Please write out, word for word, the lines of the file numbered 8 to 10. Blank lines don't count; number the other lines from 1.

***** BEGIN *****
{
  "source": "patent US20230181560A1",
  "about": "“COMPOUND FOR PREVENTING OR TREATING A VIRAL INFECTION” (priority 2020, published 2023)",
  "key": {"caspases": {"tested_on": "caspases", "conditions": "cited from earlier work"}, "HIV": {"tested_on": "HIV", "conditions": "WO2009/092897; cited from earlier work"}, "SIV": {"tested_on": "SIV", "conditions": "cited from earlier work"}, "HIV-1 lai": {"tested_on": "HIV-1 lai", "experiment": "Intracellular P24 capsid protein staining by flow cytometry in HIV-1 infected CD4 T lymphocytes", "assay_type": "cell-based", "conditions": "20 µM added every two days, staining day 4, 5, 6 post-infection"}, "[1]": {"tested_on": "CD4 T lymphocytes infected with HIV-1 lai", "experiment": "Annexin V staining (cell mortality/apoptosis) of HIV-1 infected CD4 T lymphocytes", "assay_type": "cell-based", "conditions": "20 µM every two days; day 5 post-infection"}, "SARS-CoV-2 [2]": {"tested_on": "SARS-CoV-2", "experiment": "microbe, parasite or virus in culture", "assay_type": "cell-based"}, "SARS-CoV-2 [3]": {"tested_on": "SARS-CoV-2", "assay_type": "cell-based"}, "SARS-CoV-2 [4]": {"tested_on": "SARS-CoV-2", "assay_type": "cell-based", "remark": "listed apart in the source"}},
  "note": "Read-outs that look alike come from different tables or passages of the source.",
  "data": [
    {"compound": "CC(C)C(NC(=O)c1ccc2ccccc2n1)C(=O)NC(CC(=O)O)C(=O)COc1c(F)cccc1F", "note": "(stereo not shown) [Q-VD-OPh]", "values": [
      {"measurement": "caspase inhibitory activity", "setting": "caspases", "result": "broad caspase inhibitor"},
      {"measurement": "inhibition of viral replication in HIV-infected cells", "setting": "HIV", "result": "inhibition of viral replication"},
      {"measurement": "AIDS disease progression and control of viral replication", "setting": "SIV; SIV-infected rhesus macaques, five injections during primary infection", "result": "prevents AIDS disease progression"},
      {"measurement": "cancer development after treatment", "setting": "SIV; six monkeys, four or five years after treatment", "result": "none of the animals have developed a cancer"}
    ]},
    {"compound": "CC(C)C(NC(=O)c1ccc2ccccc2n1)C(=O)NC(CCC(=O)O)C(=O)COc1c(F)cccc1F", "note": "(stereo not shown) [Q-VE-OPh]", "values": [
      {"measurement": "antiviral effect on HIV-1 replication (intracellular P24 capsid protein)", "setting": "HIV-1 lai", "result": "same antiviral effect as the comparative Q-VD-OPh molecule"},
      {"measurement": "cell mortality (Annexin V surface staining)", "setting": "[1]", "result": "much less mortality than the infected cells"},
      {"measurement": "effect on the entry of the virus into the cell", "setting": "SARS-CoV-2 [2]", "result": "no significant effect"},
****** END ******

      {"measurement": "caspase inhibitory activity", "setting": "caspases", "result": "broad caspase inhibitor"},
      {"measurement": "inhibition of viral replication in HIV-infected cells", "setting": "HIV", "result": "inhibition of viral replication"},
      {"measurement": "AIDS disease progression and control of viral replication", "setting": "SIV; SIV-infected rhesus macaques, five injections during primary infection", "result": "prevents AIDS disease progression"},